(משיחת אור ליום ג’ דחול המועד סוכות, י”ט תשרי, שמחת בית השואבה, ה’תשכ”ד)
A. The Sanctity of the Land of Israel
In this week’s Torah reading, we learn about the borders of the Promised Land (Source 1). The mitzvah of shemitah only applies in areas that were conquered by the Jews, but after they were exiled to Babylon, the obligation ceased (Source 2).
When the Babylonian exiles returned, the mitzvah of shemitah was binding once more. But this time the mitzvah endured after they were exiled again. Why?
Maimonides explains that Joshua sanctified the land through mass conquest, and when the conquest was over, so was the sanctity. Ezra, however, sanctified the land through asserting ownership over it (chazakah), and that is everlasting (Source 3).
B. The Difference
The Rebbe asks:
Why is chazakah stronger than conquest? Moreover, Joshua’s conquest was followed by chazakah too!
Maimonides stresses that during Ezra’s time there was no conquest, only a chazakah. This implies that not only does conquest not help, it hinders. What is Maimonides alluding to?
The primary question: When the Jews entered the land during Joshua’s time, they were on a spiritual high; they carried the Ark of the Covenant, they blew the shofar, and the walls fell by themselves. They also had five things which symbolized G-d’s presence resting among them. Ezra’s group, however, was far quieter and restrained, and they were lacking the five symbols. How is it possible that Joshua’s sanctification was short-lived, while Ezra’s endured?
Interpreting a verse from Chagai, the Talmud derives that the Ark of the Covenant, the Urim Vetumim, the Divine Presence, etc, were lacking in the second Temple (Source 4). As a result, those who lived during the first Temple cried when they saw the second Temple, which didn’t have G-d’s presence openly on display (Source 5).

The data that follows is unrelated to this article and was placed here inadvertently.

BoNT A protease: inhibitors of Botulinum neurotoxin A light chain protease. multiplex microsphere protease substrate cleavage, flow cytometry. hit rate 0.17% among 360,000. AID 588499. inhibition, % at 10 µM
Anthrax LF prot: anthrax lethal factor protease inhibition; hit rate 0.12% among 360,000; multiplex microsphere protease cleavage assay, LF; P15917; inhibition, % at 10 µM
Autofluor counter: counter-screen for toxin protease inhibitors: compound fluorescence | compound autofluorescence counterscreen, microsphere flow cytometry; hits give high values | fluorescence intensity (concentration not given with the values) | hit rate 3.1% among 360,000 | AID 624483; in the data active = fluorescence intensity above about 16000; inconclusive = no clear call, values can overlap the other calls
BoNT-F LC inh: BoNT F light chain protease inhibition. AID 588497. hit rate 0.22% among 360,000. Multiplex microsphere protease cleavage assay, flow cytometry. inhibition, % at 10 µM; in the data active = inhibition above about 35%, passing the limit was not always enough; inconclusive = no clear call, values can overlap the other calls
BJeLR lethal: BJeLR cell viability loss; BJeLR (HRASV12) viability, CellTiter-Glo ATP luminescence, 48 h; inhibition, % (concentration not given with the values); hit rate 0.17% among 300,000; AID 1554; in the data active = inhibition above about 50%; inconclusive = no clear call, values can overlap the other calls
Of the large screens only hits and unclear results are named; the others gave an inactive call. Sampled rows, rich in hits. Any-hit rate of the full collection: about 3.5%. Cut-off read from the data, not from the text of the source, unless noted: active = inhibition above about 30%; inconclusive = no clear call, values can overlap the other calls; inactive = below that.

C. Within Natural Means
The Rebbe explains that the first conquest of Israel was a one-sided affair. There were no negotiations with the local rulers, and no effort to influence them positively. Therefore, the resulting sanctity did not endure. The same happened to the first tablets. They were given at Sinai in a grand event, but because there was no attempt to influence the negativity that persisted in the world, it ended with the sin of the Golden Calf and the shattering of the tablets.
The second aliyah to Israel was completely different. It was made possible by Cyrus, the Persian ruler, and had the support of the nations of the world. It wasn’t a one-sided heavenly revelation, and so the sanctity lived on, even when the Jews were again exiled.
Story: The boat that stopped
A similar idea is found in a letter the Alter Rebbe wrote after being freed from prison, in which he notes that his liberation was the decision of the Czar’s officials (Source 6). The Rebbe explains that the Alter Rebbe stressed this fact because that’s the crux of the matter, that the nations of the world support the spreading of Chassidut.
The takeaway: If we want to imbue our children with a love for Judaism, tradition, Torah and mitzvot, we need to remember that education must be done in an understanding way, with gentle persuasion, not by force. This may take longer to achieve, but its effects will remain with the child forever.